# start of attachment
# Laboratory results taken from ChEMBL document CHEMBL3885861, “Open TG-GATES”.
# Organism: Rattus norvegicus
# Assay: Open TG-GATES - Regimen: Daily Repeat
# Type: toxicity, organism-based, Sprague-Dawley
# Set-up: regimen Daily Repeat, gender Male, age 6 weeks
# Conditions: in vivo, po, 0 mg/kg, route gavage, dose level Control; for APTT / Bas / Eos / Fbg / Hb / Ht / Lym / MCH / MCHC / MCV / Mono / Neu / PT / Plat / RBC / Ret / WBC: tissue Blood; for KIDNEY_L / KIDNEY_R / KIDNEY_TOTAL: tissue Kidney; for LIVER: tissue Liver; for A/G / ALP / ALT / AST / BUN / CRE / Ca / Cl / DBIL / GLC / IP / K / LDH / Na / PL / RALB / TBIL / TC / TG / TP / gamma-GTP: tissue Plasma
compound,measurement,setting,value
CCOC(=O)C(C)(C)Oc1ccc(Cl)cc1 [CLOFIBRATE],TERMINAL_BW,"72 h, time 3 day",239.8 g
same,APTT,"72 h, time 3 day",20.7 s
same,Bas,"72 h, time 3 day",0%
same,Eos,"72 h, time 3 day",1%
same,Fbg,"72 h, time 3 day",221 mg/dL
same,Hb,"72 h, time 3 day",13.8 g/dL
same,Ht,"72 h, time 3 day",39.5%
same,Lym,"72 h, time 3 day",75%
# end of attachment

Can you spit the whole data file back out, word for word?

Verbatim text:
# Laboratory results taken from ChEMBL document CHEMBL3885861, “Open TG-GATES”.
# Organism: Rattus norvegicus
# Assay: Open TG-GATES - Regimen: Daily Repeat
# Type: toxicity, organism-based, Sprague-Dawley
# Set-up: regimen Daily Repeat, gender Male, age 6 weeks
# Conditions: in vivo, po, 0 mg/kg, route gavage, dose level Control; for APTT / Bas / Eos / Fbg / Hb / Ht / Lym / MCH / MCHC / MCV / Mono / Neu / PT / Plat / RBC / Ret / WBC: tissue Blood; for KIDNEY_L / KIDNEY_R / KIDNEY_TOTAL: tissue Kidney; for LIVER: tissue Liver; for A/G / ALP / ALT / AST / BUN / CRE / Ca / Cl / DBIL / GLC / IP / K / LDH / Na / PL / RALB / TBIL / TC / TG / TP / gamma-GTP: tissue Plasma
compound,measurement,setting,value
CCOC(=O)C(C)(C)Oc1ccc(Cl)cc1 [CLOFIBRATE],TERMINAL_BW,"72 h, time 3 day",239.8 g
same,APTT,"72 h, time 3 day",20.7 s
same,Bas,"72 h, time 3 day",0%
same,Eos,"72 h, time 3 day",1%
same,Fbg,"72 h, time 3 day",221 mg/dL
same,Hb,"72 h, time 3 day",13.8 g/dL
same,Ht,"72 h, time 3 day",39.5%
same,Lym,"72 h, time 3 day",75%